How does NASA/JPL employ chemical engineers? I imagine they work on life support systems and rocket fuels. I am a undergraduate chemical engineering student and want to work for NASA! What can I do to make that happen?

NASAJPL2 karma

Apply.

Yes, NASA employs many chemical engineers in the areas you mention and others, such as science instrumentation. -- Mark

Brorim2 karma

Do you have plans for going orbit to orbit, Earth/Mars, with specialized "build to stay in space" vehicles ?

NASAJPL2 karma

The transit of humans to Mars, stay in orbit, and return to Earth will likely be in a transit habitat that only operates in space. It may also be reusable for multiple transits. -- Mark

LadyRios2 karma

How are you preparing the 100 to go to Mars? Do they start training now or are you waiting until the mission gets closer?

NASAJPL2 karma

Way too early. The first people on Mars are probably in grade school right now. -- Mark

awesomejim1232 karma

What is the most prominent problem facing a future manned mars mission?

NASAJPL3 karma

Money. -- Mark

Willpower. I think the challenges can be overcome, it just comes down to whether we as a nation or a species will endeavor to tackle them. -Ian

PPontex2 karma

What are the main problems you're addressing in your work that are particular of a landing in mars and not other planet?

NASAJPL5 karma

Mars is pretty unique in our solar system in that it has just enough atmosphere that we have to wrestle with heating and aerodynamics, but not enough to really slow us down very well. So, our challenges largely deal with the speeds that we encounter in a very low-density environment and the scale of the devices that we need to create drag. For example, take our parachute. If we were to inflate it near sea-level on Earth, it would take 10-15 seconds depending on our speed. At high-altitude, and supersonic conditions, our parachute inflated in less than 0.7 seconds. It was the fastest parachute inflation ever for a parachute of that size. -Ian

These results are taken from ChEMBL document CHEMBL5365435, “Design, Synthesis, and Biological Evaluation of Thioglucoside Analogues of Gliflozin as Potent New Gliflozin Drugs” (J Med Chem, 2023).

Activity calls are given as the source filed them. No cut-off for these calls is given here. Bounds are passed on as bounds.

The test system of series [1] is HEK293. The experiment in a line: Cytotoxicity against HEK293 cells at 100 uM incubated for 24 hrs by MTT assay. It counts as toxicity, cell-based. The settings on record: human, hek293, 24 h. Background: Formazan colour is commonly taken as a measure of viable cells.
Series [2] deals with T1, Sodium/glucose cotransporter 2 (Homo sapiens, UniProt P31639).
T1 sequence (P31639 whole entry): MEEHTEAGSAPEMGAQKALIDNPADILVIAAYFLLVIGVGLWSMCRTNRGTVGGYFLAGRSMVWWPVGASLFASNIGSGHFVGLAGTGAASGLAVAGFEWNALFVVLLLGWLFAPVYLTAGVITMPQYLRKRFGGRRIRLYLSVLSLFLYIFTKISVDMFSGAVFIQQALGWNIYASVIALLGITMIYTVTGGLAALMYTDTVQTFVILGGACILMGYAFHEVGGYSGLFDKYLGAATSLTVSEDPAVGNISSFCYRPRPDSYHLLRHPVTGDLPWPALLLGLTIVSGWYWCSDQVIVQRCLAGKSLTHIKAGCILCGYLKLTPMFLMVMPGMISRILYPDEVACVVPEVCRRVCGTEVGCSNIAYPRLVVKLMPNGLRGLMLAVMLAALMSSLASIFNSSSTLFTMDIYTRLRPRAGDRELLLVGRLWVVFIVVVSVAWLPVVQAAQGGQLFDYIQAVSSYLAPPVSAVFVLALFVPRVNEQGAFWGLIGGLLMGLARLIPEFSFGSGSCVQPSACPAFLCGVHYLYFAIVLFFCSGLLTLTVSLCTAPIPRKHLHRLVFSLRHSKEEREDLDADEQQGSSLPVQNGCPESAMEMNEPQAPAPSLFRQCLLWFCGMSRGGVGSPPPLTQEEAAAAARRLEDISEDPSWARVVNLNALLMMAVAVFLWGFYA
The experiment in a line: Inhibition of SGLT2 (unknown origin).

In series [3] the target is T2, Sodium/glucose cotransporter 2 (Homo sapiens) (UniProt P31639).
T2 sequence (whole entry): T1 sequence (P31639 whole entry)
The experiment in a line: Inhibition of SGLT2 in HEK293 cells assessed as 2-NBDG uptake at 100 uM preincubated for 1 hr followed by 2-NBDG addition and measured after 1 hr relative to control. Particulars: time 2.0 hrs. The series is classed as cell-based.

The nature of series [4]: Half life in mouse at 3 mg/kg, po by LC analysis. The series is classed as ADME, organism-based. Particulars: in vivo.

burningpineapples2 karma

What are some of the biggest design challenges you've faced so far? There was trouble with the chute last test, but was there anything else that wasn't so obvious?

NASAJPL4 karma

Just getting the full scale decelerator technologies to their test conditions, Mach 4, 38 miles up in our stratosphere, has been the biggest challenge. Along with coming up with other ground-based test methods to verify the strength capability of the decelerators. We use lots of rockets to do all this. We really like lighting up big rockets. -- Mark

alligatormom2 karma

"How do you get a job at JPL" -- 3rd grader. translation: What's the best educational background to get a job at JPL? Engineering, robotics, programming? Thanks for letting students come visit your clean room and inspire them to love science.

NASAJPL2 karma

Yes. All of the above, and math, physics, geology, atmospheric science, astronomy, others. I would recommend starting with a strong underpinning of math and physics and then specialize from there based on aptitude and interest. -- Mark

phraps2 karma

Hey guys,

I know the question was asked on Bill Nye's AMA, but what are your thoughts on the new "impossible drive", and can you give a layman' explanation?

NASAJPL3 karma

We should wait for the peer-reviewed paper with analysis of measurement error sources. Most likely there is no there there. -- Mark

someoneinsignificant2 karma

  1. What's it like working for NASA compared to other space companies in the industry?

  2. Also, in what capacity is "chemistry" a desireable major for undergraduate studies if I would want to work for NASA?

NASAJPL3 karma

  1. I've co-oped at Lockheed Martin in Houston, interned at The Aerospace Corporation, and I've interned at NASA's Langley Research Center and Ames Research Center. I enjoyed all of those opportunities but working on LDSD at JPL is BY FAR the most fun I've gotten to have. Everyday I get to work with some of the brightest and most capable engineers on the planet and we get to learn and do, as a team, things that no one previously knew or has done before. I'm not sure what could be more rewarding.

-Ian

NASAJPL2 karma

First off, many space companies do NASA work as well as commercial work, so you don't have to work for NASA to do this stuff. Second, space companies are profit motivated and so the environment is a little different in how work is pursued and approved. Other than that, the work can be quite similar.

Chemistry is a perfectly fine major. Just do really well. -- Mark

MaBiMars2 karma

On jpl site, it says that internships are open only to US Citizens. But in another question you said that you hire even non-US citizens. So, what's the bill ?

NASAJPL1 karma